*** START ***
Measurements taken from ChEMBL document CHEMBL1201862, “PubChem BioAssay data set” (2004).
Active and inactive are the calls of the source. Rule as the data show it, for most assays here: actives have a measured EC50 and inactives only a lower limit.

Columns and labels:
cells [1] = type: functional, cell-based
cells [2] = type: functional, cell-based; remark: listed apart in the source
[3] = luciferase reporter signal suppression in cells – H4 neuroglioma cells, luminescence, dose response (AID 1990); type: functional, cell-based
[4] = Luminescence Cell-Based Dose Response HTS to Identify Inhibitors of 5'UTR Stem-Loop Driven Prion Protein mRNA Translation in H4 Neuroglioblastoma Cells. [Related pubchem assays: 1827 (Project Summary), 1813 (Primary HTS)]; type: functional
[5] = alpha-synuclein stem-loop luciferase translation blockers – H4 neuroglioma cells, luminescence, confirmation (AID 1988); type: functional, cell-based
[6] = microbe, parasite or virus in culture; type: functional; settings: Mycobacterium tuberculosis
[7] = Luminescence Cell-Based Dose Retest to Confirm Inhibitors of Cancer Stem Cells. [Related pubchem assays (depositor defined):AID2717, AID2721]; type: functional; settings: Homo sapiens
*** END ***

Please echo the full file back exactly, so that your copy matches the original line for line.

Measurements taken from ChEMBL document CHEMBL1201862, “PubChem BioAssay data set” (2004).
Active and inactive are the calls of the source. Rule as the data show it, for most assays here: actives have a measured EC50 and inactives only a lower limit.

Columns and labels:
cells [1] = type: functional, cell-based
cells [2] = type: functional, cell-based; remark: listed apart in the source
[3] = luciferase reporter signal suppression in cells – H4 neuroglioma cells, luminescence, dose response (AID 1990); type: functional, cell-based
[4] = Luminescence Cell-Based Dose Response HTS to Identify Inhibitors of 5'UTR Stem-Loop Driven Prion Protein mRNA Translation in H4 Neuroglioblastoma Cells. [Related pubchem assays: 1827 (Project Summary), 1813 (Primary HTS)]; type: functional
[5] = alpha-synuclein stem-loop luciferase translation blockers – H4 neuroglioma cells, luminescence, confirmation (AID 1988); type: functional, cell-based
[6] = microbe, parasite or virus in culture; type: functional; settings: Mycobacterium tuberculosis
[7] = Luminescence Cell-Based Dose Retest to Confirm Inhibitors of Cancer Stem Cells. [Related pubchem assays (depositor defined):AID2717, AID2721]; type: functional; settings: Homo sapiens